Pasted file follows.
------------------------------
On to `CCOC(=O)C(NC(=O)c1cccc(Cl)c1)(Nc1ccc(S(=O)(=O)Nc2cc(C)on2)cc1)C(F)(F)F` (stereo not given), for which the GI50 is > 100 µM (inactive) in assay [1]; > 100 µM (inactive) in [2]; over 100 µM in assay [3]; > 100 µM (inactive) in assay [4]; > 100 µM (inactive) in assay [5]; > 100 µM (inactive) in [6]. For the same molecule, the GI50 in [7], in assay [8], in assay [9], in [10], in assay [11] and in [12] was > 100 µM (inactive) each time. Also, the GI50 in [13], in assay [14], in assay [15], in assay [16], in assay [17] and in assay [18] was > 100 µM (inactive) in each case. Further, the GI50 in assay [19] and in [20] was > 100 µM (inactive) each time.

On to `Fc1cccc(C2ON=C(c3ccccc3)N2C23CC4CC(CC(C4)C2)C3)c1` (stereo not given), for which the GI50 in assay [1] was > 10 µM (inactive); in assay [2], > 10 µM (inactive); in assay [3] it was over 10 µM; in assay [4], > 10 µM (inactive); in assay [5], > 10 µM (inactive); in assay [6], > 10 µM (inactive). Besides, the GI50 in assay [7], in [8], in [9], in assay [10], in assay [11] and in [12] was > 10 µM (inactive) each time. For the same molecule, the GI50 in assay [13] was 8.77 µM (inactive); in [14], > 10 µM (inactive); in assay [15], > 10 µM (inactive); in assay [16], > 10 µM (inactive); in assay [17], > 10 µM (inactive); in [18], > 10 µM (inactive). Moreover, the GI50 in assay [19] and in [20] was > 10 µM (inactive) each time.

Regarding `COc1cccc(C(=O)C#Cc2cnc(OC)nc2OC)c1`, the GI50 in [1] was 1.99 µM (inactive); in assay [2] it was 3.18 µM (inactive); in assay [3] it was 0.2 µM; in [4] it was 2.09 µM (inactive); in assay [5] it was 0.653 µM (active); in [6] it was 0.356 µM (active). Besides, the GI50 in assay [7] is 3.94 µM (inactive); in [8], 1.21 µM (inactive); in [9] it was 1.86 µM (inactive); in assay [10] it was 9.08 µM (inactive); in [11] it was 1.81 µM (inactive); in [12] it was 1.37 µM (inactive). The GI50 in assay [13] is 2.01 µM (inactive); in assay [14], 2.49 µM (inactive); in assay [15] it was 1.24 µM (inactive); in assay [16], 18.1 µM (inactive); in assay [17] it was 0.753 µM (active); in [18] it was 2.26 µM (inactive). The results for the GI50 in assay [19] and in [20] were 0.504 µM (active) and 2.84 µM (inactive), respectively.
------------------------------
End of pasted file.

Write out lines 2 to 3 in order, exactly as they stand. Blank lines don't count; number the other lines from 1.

On to `Fc1cccc(C2ON=C(c3ccccc3)N2C23CC4CC(CC(C4)C2)C3)c1` (stereo not given), for which the GI50 in assay [1] was > 10 µM (inactive); in assay [2], > 10 µM (inactive); in assay [3] it was over 10 µM; in assay [4], > 10 µM (inactive); in assay [5], > 10 µM (inactive); in assay [6], > 10 µM (inactive). Besides, the GI50 in assay [7], in [8], in [9], in assay [10], in assay [11] and in [12] was > 10 µM (inactive) each time. For the same molecule, the GI50 in assay [13] was 8.77 µM (inactive); in [14], > 10 µM (inactive); in assay [15], > 10 µM (inactive); in assay [16], > 10 µM (inactive); in assay [17], > 10 µM (inactive); in [18], > 10 µM (inactive). Moreover, the GI50 in assay [19] and in [20] was > 10 µM (inactive) each time.

Regarding `COc1cccc(C(=O)C#Cc2cnc(OC)nc2OC)c1`, the GI50 in [1] was 1.99 µM (inactive); in assay [2] it was 3.18 µM (inactive); in assay [3] it was 0.2 µM; in [4] it was 2.09 µM (inactive); in assay [5] it was 0.653 µM (active); in [6] it was 0.356 µM (active). Besides, the GI50 in assay [7] is 3.94 µM (inactive); in [8], 1.21 µM (inactive); in [9] it was 1.86 µM (inactive); in assay [10] it was 9.08 µM (inactive); in [11] it was 1.81 µM (inactive); in [12] it was 1.37 µM (inactive). The GI50 in assay [13] is 2.01 µM (inactive); in assay [14], 2.49 µM (inactive); in assay [15] it was 1.24 µM (inactive); in assay [16], 18.1 µM (inactive); in assay [17] it was 0.753 µM (active); in [18] it was 2.26 µM (inactive). The results for the GI50 in assay [19] and in [20] were 0.504 µM (active) and 2.84 µM (inactive), respectively.